Google and Visible Hands, a two-year-old venture capital (VC) firm dedicated to helping underrepresented founders, announced on Tuesday they would jointly conduct a program to help Latino entrepreneurs build new businesses. The program will make a considerable impact given that Latino founders accounted for only 3.9 percent of the venture capital invested in Boston between 2015 and August of 2020, according to a report by Crunchbase. While this percentage is higher than in California (1.2 percent) and New York (2.2 percent), it is still a long way from being representative. Yasmin Cruz
Deborah Gladney and Angela Muhwezi-Hall are the sister duo and creators behind QuickHire, a hiring platform that connects workers to service and skilled-trade jobs. In November, QuickHire raised $1.41 million in an oversubscribed round of funding, making Gladney and Muhwezi-Hall the first Black women in Kansas to raise over $1 million for a startup, according to AfroTech. The round is a pretty big deal because Black female startup founders received just 0.34% of the total $147 billion in venture capital invested in U.S. startups through the first half of 2021, according to Crunchbase. QuickHire,
Tiffany James, 27, started Modern BLK Girl after turning an initial $10,000 investment into $2 million. But her success is partly down to one colleague who decided to pass on the baton of knowledge. James had left school with a degree and student loan debt which had her struggling, and for a while, she wasn’t sure how she was going to get out of it. The turning point came in 2019 when a co-worker suggested that she buy stock in a company named Tesla when shares were between $60 and $70.
Cayaba Care, a maternity health startup, has announced the closing of a $12 million Series A round that will work to expand the company’s footprint within underserved populations. The funding will be used to increase staff, launch in additional markets, and further invest in technology solutions that will increase access to much-needed holistic maternity services. Seae Ventures and Kapor Capital led the Series A round and new investors include Wellington Partners, Citi Impact Fund and Rhia Ventures. Founded in 2020 with a mission to improve community outcomes by reimagining how maternity and pediatric care is delivered, Cayaba
First National Bank has announced that it’s making a $2.5 million equity commitment to Black Tech Nation Ventures, a majority Black-owned VC fund based in Pittsburgh, which provides funding and resources for Black-led technology startups and firms with diverse founders. The investment is part of FNB’s broader commitment to promoting economic equality. Launched in 2021, the BTN venture fund is more than halfway to its initial $50 million fundraising goal. The VC intends to build a portfolio of 20 to 30 early-stage tech companies that have diverse founding teams and focus on
CarePoint, a Black-owned technology-driven healthcare startup that seeks to make healthcare accessible, has just raised a $10 million bridge round to accelerate its growth across Africa. How does it work? Patients are able to access care virtually through CarePoint’s MyCareMobile app, which links them to diverse services through teleconferencing, including consultations with their doctors, test results, and 24-hour emergency response. The funding round was led by TRB Advisors and brings the total funding raised by CarePoint to $30 million. It follows an $18 million Series A round announced in November last year.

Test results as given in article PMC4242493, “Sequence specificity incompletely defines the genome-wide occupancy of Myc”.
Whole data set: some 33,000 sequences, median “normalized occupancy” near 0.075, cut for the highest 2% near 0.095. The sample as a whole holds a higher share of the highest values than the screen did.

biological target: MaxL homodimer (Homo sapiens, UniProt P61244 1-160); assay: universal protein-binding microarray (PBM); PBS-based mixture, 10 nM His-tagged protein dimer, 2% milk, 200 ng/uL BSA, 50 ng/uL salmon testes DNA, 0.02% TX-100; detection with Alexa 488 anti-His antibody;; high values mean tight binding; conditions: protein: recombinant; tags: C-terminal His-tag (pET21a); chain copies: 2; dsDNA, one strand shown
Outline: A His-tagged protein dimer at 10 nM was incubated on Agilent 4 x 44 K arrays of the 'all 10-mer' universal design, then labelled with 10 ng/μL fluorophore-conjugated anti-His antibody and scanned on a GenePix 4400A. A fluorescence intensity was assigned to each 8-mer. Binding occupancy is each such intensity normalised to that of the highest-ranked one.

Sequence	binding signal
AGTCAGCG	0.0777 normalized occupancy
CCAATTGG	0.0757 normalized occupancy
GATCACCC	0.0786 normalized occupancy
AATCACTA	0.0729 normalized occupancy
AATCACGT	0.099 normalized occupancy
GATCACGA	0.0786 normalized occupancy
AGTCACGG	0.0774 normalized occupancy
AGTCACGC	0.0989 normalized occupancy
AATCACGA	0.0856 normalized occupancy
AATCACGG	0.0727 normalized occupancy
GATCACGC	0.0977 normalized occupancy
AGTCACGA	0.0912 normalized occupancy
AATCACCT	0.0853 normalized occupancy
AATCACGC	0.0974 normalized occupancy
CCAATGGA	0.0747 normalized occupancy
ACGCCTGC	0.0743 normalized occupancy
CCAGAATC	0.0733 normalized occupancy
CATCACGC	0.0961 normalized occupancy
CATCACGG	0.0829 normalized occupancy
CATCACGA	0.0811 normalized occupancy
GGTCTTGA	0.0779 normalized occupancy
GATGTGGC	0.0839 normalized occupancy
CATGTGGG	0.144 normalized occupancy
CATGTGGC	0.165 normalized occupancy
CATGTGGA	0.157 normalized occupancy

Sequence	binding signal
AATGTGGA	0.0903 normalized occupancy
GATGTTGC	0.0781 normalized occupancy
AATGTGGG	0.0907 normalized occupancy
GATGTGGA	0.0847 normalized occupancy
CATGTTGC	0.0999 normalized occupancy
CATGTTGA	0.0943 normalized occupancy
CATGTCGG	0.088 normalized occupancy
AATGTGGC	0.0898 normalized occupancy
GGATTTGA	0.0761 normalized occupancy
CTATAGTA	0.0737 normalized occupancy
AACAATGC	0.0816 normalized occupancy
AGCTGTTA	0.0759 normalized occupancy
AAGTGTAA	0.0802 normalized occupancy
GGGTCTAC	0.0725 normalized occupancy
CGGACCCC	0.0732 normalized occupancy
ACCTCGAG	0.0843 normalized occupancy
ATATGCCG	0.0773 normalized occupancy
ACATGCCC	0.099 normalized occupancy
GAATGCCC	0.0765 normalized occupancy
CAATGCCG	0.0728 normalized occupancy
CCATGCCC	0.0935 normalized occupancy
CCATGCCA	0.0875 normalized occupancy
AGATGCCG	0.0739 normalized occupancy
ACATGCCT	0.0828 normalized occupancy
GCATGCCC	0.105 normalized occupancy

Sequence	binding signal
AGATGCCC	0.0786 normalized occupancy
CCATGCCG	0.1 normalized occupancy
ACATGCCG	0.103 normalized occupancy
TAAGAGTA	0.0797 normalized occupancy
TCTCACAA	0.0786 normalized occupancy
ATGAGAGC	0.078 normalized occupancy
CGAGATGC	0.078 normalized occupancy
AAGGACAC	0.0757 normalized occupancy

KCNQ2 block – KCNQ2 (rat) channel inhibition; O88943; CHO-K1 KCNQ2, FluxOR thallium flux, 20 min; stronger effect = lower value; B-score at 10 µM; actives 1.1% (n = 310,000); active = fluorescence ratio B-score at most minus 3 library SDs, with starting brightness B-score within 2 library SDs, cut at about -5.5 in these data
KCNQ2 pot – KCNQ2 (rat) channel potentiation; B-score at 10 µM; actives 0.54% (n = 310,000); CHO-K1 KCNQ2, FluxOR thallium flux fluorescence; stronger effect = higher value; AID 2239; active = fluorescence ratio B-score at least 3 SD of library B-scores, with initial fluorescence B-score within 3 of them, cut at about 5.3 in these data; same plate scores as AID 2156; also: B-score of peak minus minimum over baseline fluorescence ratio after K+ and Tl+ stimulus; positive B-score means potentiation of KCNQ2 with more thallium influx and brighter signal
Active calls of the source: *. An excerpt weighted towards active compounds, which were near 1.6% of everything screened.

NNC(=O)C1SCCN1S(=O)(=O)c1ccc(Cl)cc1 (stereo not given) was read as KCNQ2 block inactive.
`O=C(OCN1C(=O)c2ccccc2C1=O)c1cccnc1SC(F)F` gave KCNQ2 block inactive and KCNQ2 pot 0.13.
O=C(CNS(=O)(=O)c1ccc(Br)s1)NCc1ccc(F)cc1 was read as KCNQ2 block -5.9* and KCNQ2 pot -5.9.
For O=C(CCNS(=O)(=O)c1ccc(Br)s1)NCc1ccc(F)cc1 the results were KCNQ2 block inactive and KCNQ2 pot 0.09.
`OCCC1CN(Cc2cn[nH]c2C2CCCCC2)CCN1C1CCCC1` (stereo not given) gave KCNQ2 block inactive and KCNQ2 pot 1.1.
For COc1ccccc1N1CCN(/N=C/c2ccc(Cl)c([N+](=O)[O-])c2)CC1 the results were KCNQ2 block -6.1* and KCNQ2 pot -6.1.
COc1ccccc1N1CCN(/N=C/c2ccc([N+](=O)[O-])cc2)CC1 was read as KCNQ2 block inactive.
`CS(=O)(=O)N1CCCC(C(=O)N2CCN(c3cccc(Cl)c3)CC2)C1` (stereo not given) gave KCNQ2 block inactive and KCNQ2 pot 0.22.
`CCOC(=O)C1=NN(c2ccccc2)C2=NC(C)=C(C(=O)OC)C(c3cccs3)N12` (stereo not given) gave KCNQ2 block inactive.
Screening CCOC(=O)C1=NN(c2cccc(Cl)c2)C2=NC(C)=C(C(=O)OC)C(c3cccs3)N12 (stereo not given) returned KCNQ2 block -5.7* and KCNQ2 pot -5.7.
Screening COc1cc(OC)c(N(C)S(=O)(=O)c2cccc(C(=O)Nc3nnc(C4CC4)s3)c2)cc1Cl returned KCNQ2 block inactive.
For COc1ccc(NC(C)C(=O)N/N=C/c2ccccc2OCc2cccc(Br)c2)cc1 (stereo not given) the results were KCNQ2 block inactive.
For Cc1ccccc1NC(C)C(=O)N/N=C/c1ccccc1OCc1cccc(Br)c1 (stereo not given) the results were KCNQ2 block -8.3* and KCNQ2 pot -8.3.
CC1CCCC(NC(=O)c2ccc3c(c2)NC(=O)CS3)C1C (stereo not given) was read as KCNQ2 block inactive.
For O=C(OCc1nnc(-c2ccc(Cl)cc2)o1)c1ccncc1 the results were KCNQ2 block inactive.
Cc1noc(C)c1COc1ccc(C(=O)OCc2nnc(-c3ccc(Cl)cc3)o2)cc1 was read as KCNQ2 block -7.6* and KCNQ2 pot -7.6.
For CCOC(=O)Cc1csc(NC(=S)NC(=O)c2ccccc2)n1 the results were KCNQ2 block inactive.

Recently, Esusu, a firm that builds the accountability and systems you need to save more, joined the list of growing Black-led startups that have hit the $1 billion valuation mark and it got me thinking…how many of you know that there are quite a few unicorns that have been led by Black founders or CEOs? So here’s a small but mighty list that might act as a source of inspiration to you. Firstly – a “Unicorn” is a venture capital term used to describe firms that have achieved a valuation of more than
Recent YC graduate Topship has raised a $2.5 million seed round months after concluding the recent YC winter batch with Flexport as its lead investor. Other backers include Y Combinator, Soma Capital, Starling Ventures, Olive Tree Capital, Capital X and True Capital. The individual investors in the round include Immad Akhund, Mercury CEO and Arash Ferdowsi, co-founder of Dropbox. Topship is considered a borderline local and international shipping solution between digital freight and e-commerce fulfillment. It was founded in 2020 during the pandemic when co-founder and CEO Moses Enenwali reportedly noticed a surge in merchants’ needs for
Donald Boone, CEO of BoxedUp, an equipment rental company, started the company back in 2019. He would spend hours and even days packaging orders himself with dozens of equipment lying around his family home. Now he runs a three-person company that’s got $2.3M in funding. The 30-something-year-old Maryland native had the realization that in order to make an impact on his community- he needed to find a way to pursue entrepreneurship full time. After a corporate career in engineering, a failed startup, and a career at Amazon, he’s found a
Identitypass today announced that it has raised $2.8 million in seed funding, months after graduating from Y Combinator. The round also comes a few months after the startup raised $360,000 in pre-seed investment last November, bringing its total funding to $3.1 million. The startup, launched in 2021, is focused on making it possible for digital businesses in Africa to easily verify their customers within seconds. It’s a simple compliance and data security platform that allows online businesses to easily verify and confirm a transacting party’s identity using existing forms of identification. Identitypass